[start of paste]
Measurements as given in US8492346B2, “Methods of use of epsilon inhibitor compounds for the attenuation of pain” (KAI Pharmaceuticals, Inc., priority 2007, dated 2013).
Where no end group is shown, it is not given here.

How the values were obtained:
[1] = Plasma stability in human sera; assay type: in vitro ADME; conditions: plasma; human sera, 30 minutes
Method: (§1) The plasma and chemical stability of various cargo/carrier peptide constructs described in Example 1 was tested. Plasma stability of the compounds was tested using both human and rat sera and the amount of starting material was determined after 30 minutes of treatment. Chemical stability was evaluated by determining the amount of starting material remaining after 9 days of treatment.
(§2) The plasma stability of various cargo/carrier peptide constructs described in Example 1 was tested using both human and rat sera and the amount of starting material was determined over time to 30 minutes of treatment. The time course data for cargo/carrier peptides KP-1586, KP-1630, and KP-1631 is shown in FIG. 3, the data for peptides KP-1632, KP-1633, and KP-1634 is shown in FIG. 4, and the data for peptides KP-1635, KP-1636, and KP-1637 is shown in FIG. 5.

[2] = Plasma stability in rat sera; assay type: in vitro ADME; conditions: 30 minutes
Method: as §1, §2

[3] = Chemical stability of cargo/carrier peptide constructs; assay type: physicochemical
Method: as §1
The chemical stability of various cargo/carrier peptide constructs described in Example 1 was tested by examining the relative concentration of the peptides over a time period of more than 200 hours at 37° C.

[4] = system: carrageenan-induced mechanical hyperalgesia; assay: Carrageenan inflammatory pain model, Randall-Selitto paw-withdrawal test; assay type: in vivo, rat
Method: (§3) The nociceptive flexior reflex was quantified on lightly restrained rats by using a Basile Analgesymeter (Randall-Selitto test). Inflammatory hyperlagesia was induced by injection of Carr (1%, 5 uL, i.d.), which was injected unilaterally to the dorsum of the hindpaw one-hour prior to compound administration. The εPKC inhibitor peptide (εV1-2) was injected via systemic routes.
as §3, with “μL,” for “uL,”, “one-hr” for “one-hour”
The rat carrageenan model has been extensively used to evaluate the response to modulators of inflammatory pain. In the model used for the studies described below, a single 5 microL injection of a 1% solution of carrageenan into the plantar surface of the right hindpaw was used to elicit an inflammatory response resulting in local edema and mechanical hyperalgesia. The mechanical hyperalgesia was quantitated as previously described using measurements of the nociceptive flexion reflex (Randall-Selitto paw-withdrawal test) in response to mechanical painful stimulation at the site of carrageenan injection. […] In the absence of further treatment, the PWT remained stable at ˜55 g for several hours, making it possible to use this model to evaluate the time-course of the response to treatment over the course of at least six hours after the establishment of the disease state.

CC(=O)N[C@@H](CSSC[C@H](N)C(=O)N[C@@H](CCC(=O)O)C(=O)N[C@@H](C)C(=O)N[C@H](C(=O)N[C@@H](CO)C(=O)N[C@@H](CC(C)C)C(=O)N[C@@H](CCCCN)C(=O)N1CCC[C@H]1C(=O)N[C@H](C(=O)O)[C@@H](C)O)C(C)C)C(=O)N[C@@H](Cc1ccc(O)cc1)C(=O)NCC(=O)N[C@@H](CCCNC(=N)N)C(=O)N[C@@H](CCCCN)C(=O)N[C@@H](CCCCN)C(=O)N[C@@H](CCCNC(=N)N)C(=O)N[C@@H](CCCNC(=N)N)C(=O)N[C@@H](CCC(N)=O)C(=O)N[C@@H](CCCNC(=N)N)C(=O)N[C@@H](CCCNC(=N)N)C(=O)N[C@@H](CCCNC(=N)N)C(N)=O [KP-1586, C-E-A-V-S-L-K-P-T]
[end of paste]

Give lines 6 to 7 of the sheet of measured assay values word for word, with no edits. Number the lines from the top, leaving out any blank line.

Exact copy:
(§2) The plasma stability of various cargo/carrier peptide constructs described in Example 1 was tested using both human and rat sera and the amount of starting material was determined over time to 30 minutes of treatment. The time course data for cargo/carrier peptides KP-1586, KP-1630, and KP-1631 is shown in FIG. 3, the data for peptides KP-1632, KP-1633, and KP-1634 is shown in FIG. 4, and the data for peptides KP-1635, KP-1636, and KP-1637 is shown in FIG. 5.

[2] = Plasma stability in rat sera; assay type: in vitro ADME; conditions: 30 minutes